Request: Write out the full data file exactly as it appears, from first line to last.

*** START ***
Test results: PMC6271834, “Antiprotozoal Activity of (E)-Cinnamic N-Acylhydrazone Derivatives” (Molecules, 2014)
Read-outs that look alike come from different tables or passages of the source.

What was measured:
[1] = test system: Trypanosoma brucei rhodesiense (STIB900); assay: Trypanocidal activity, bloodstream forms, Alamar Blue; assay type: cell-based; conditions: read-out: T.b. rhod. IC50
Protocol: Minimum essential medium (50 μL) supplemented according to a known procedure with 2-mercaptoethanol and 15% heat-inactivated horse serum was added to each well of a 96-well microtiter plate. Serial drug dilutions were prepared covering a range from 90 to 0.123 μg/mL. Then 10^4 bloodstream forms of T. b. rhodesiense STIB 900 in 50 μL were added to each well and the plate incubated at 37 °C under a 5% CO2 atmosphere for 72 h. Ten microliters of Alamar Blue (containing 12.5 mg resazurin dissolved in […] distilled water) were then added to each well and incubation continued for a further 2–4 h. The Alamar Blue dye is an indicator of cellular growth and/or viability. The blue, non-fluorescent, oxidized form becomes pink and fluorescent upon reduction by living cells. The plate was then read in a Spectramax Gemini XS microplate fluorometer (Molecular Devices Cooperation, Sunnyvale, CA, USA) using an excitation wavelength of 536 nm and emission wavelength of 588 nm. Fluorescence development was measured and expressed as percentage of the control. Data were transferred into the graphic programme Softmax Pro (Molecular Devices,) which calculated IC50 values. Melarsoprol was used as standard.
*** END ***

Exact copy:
Test results: PMC6271834, “Antiprotozoal Activity of (E)-Cinnamic N-Acylhydrazone Derivatives” (Molecules, 2014)
Read-outs that look alike come from different tables or passages of the source.

What was measured:
[1] = test system: Trypanosoma brucei rhodesiense (STIB900); assay: Trypanocidal activity, bloodstream forms, Alamar Blue; assay type: cell-based; conditions: read-out: T.b. rhod. IC50
Protocol: Minimum essential medium (50 μL) supplemented according to a known procedure with 2-mercaptoethanol and 15% heat-inactivated horse serum was added to each well of a 96-well microtiter plate. Serial drug dilutions were prepared covering a range from 90 to 0.123 μg/mL. Then 10^4 bloodstream forms of T. b. rhodesiense STIB 900 in 50 μL were added to each well and the plate incubated at 37 °C under a 5% CO2 atmosphere for 72 h. Ten microliters of Alamar Blue (containing 12.5 mg resazurin dissolved in […] distilled water) were then added to each well and incubation continued for a further 2–4 h. The Alamar Blue dye is an indicator of cellular growth and/or viability. The blue, non-fluorescent, oxidized form becomes pink and fluorescent upon reduction by living cells. The plate was then read in a Spectramax Gemini XS microplate fluorometer (Molecular Devices Cooperation, Sunnyvale, CA, USA) using an excitation wavelength of 536 nm and emission wavelength of 588 nm. Fluorescence development was measured and expressed as percentage of the control. Data were transferred into the graphic programme Softmax Pro (Molecular Devices,) which calculated IC50 values. Melarsoprol was used as standard.